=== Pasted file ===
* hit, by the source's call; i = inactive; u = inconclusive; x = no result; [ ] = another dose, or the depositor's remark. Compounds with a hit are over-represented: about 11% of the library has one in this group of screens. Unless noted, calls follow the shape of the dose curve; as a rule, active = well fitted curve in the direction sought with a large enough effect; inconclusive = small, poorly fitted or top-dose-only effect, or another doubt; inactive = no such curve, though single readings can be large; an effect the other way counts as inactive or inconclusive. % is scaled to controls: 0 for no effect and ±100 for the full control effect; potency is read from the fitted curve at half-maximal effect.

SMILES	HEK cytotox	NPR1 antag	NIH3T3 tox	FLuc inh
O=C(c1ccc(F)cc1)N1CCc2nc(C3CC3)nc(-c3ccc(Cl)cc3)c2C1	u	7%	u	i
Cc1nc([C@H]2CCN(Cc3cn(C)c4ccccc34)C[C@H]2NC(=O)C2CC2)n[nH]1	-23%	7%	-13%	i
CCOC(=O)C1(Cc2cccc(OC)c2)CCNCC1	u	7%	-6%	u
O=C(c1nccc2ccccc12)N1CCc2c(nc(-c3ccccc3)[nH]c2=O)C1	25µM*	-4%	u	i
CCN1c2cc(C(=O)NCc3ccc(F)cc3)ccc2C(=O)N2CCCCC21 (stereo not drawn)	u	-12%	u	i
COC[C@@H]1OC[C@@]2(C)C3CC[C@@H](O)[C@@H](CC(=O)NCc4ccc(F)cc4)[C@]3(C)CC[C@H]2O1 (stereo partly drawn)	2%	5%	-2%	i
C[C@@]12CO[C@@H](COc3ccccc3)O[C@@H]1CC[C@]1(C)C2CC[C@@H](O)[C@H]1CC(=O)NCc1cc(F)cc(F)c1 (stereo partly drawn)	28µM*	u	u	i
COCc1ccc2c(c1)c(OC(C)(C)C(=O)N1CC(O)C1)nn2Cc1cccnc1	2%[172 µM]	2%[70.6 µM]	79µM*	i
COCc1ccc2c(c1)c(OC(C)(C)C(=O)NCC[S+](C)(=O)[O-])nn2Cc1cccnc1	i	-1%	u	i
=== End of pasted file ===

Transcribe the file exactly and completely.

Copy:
* hit, by the source's call; i = inactive; u = inconclusive; x = no result; [ ] = another dose, or the depositor's remark. Compounds with a hit are over-represented: about 11% of the library has one in this group of screens. Unless noted, calls follow the shape of the dose curve; as a rule, active = well fitted curve in the direction sought with a large enough effect; inconclusive = small, poorly fitted or top-dose-only effect, or another doubt; inactive = no such curve, though single readings can be large; an effect the other way counts as inactive or inconclusive. % is scaled to controls: 0 for no effect and ±100 for the full control effect; potency is read from the fitted curve at half-maximal effect.

SMILES	HEK cytotox	NPR1 antag	NIH3T3 tox	FLuc inh
O=C(c1ccc(F)cc1)N1CCc2nc(C3CC3)nc(-c3ccc(Cl)cc3)c2C1	u	7%	u	i
Cc1nc([C@H]2CCN(Cc3cn(C)c4ccccc34)C[C@H]2NC(=O)C2CC2)n[nH]1	-23%	7%	-13%	i
CCOC(=O)C1(Cc2cccc(OC)c2)CCNCC1	u	7%	-6%	u
O=C(c1nccc2ccccc12)N1CCc2c(nc(-c3ccccc3)[nH]c2=O)C1	25µM*	-4%	u	i
CCN1c2cc(C(=O)NCc3ccc(F)cc3)ccc2C(=O)N2CCCCC21 (stereo not drawn)	u	-12%	u	i
COC[C@@H]1OC[C@@]2(C)C3CC[C@@H](O)[C@@H](CC(=O)NCc4ccc(F)cc4)[C@]3(C)CC[C@H]2O1 (stereo partly drawn)	2%	5%	-2%	i
C[C@@]12CO[C@@H](COc3ccccc3)O[C@@H]1CC[C@]1(C)C2CC[C@@H](O)[C@H]1CC(=O)NCc1cc(F)cc(F)c1 (stereo partly drawn)	28µM*	u	u	i
COCc1ccc2c(c1)c(OC(C)(C)C(=O)N1CC(O)C1)nn2Cc1cccnc1	2%[172 µM]	2%[70.6 µM]	79µM*	i
COCc1ccc2c(c1)c(OC(C)(C)C(=O)NCC[S+](C)(=O)[O-])nn2Cc1cccnc1	i	-1%	u	i